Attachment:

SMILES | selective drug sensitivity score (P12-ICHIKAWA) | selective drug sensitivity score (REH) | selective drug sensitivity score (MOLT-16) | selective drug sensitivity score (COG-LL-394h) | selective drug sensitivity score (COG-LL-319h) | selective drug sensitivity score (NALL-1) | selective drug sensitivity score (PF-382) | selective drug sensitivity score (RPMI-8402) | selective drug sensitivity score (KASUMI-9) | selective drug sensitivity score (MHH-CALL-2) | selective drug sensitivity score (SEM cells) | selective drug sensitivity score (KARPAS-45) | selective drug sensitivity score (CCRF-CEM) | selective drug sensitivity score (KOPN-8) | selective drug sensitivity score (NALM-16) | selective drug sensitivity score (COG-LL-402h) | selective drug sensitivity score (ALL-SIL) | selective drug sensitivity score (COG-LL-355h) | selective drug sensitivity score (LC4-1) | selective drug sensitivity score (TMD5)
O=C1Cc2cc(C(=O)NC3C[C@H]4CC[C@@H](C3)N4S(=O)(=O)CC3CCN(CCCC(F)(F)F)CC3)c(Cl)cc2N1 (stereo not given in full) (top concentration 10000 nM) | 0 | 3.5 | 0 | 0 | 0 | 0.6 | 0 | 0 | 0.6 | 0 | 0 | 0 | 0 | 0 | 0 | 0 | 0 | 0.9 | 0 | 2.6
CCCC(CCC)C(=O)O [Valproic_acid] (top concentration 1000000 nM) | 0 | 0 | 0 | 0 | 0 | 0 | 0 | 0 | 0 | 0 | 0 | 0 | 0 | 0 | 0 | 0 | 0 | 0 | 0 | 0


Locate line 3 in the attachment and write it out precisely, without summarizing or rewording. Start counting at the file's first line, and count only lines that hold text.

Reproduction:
CCCC(CCC)C(=O)O [Valproic_acid] (top concentration 1000000 nM) | 0 | 0 | 0 | 0 | 0 | 0 | 0 | 0 | 0 | 0 | 0 | 0 | 0 | 0 | 0 | 0 | 0 | 0 | 0 | 0